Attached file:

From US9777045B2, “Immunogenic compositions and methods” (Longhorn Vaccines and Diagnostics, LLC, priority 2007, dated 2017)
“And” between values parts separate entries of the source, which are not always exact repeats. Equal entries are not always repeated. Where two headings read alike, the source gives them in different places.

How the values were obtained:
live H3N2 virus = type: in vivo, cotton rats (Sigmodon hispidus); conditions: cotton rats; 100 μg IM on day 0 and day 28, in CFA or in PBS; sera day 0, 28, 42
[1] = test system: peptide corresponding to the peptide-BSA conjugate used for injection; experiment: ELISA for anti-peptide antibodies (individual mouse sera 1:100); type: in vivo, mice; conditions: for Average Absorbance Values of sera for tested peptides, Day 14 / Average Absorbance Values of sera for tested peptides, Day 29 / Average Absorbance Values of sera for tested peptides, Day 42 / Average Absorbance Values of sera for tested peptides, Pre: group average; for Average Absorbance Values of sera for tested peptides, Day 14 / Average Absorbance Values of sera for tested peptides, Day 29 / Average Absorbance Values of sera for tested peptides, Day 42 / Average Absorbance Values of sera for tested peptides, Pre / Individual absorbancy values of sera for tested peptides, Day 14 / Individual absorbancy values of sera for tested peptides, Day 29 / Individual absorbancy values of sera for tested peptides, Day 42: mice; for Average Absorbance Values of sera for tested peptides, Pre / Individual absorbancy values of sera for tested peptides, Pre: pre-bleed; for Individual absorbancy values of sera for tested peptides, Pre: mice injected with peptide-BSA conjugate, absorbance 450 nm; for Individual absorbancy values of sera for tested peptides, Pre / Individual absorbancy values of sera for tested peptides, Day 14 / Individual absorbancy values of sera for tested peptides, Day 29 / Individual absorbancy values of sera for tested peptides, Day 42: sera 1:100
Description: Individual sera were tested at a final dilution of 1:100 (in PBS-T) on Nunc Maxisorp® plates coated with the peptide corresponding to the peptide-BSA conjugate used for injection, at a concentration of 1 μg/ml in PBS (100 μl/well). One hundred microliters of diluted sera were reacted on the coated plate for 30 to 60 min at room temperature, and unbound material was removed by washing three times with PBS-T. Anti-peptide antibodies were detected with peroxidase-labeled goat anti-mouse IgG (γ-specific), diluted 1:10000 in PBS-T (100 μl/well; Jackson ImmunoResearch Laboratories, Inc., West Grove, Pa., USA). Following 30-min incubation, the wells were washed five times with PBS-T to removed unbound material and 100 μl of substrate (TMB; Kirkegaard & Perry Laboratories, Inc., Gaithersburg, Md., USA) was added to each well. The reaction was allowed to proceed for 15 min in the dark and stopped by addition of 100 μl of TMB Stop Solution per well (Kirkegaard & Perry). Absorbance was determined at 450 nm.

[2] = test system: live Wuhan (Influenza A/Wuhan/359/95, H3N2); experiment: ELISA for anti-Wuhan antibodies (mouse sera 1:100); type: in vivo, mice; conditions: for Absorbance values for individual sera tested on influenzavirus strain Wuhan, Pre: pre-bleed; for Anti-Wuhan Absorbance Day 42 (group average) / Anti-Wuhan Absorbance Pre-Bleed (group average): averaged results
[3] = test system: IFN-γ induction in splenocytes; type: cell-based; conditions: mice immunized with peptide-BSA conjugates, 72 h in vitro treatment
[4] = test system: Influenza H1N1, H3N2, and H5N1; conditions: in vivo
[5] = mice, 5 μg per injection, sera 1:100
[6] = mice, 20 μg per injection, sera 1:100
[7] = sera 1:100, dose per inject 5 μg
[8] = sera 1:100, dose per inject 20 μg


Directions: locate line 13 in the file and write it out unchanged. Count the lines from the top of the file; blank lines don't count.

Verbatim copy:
[8] = sera 1:100, dose per inject 20 μg